With the EU Green Deal in place and ambitious targets to reduce greenhouse gas emissions in Europe by 55% by 2030, it’s no surprise that 92% of respondents stated environmental sustainability was either critical or important to their investment strategy. Furthermore, the availability of talent with technology skills was deemed critical or important to 89% of investors, demonstrating the significant role that digital skills will have on Europe’s attractiveness in the future.

Feargal commented: “What we’re seeing in our data is that investor interest in Europe has not waned despite the pandemic and the inevitable reduction in FDI projects that we have witnessed in the past year. However, what has changed is that companies are now seeking to establish more diverse supply chains capable of insulating against future geo-political events. In tandem with this, the tech talent within and sustainability credentials of the countries they are seeking to invest in, have never been more critical decision drivers.

“Talent has always been key to investors – and now more than ever, tech talent – therefore it’s critical that Ireland continues to invest in STEM education in particular to ensure we have a strong pipeline of talent to feed further FDI. Equally, the importance of sustainability has only grown during the pandemic, with consumers, employees and policy makers increasingly placing the protection of the planet and resources front of mind in their decision making. Ireland is making strides in this area but will need to make some tough decisions in order to continue to be aligned with and attractive to investors as they advance on their own green journeys.”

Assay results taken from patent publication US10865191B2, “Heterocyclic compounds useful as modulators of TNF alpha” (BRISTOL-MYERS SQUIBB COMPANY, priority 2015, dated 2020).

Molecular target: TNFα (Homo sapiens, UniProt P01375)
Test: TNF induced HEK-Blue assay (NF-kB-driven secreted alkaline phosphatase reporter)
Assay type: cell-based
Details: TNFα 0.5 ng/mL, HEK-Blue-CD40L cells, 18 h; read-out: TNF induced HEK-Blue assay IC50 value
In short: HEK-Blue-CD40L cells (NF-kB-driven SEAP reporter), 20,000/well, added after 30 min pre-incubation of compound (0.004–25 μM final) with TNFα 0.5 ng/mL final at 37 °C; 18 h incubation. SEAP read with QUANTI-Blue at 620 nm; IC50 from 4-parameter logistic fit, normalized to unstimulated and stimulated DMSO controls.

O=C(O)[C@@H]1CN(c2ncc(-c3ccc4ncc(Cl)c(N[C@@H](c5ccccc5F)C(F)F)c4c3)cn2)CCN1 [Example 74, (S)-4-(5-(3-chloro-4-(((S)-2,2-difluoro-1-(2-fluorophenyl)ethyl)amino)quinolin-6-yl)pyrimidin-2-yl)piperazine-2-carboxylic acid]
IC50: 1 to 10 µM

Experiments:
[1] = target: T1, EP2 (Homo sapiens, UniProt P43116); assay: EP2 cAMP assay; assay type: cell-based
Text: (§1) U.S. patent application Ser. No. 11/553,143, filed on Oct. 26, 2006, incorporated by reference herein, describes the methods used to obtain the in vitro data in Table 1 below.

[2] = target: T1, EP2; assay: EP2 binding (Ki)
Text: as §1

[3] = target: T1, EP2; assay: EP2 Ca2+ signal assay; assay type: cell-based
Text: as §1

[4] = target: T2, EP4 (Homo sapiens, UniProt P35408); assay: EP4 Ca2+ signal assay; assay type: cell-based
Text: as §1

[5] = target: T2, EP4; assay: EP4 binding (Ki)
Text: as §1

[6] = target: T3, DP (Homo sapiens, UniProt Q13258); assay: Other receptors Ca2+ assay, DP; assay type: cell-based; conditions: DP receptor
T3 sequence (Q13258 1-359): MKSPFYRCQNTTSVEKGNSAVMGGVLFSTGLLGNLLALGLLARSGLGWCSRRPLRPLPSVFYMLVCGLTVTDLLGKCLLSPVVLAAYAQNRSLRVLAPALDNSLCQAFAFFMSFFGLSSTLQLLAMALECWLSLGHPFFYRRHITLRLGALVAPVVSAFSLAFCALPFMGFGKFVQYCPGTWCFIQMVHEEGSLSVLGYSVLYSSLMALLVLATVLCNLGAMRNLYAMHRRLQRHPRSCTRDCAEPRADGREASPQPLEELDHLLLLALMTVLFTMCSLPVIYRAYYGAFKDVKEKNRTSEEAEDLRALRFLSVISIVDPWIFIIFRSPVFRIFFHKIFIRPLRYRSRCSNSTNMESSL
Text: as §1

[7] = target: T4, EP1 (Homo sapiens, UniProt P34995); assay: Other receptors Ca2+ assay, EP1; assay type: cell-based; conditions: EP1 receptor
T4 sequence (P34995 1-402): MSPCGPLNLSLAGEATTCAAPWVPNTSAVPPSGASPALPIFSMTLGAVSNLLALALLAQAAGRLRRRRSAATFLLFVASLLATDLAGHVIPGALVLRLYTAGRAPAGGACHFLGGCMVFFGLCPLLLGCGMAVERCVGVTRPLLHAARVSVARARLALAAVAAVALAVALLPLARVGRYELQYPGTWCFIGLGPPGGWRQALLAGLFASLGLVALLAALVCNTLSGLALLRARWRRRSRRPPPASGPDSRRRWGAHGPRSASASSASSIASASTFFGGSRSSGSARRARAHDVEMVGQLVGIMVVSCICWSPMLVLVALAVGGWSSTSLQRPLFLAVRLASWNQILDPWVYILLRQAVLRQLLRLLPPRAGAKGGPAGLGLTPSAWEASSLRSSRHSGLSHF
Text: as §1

European rankings

The EY European Attractiveness Survey reports that Europe as a whole registered a reduction in FDI projects last year, attracting 5,578 versus 6,412 in 2019, representing a 13% reduction in line with Ireland’s own decrease and a modest one considering the unprecedented circumstances in 2020. This partly reflects the long lead time in making investment decisions and the increasing trend of firms wanting more, not less, investment locations to balance risk.

France was Europe’s top destination for FDI for the second year running, attracting 985 projects, an 18% annual decrease. Despite the looming impact of Brexit, the UK maintained its second place position with 975 projects, representing a 12% decrease on 2019, while Germany in third place secured 930 projects, experiencing a more modest 4% decline on last year.

Taking a deeper dive into the data, manufacturing FDI declined by 22% due to national lockdowns, restrictions on movement and uncertainty around demand, while logistics projects increased by 11%, to meet new ways of buying and selling and more direct to customer delivery. Life sciences was the only major sector that experienced an increase in FDI as businesses rapidly moved to meet the demand for COVID-19 vaccines, treatments and personal protective equipment.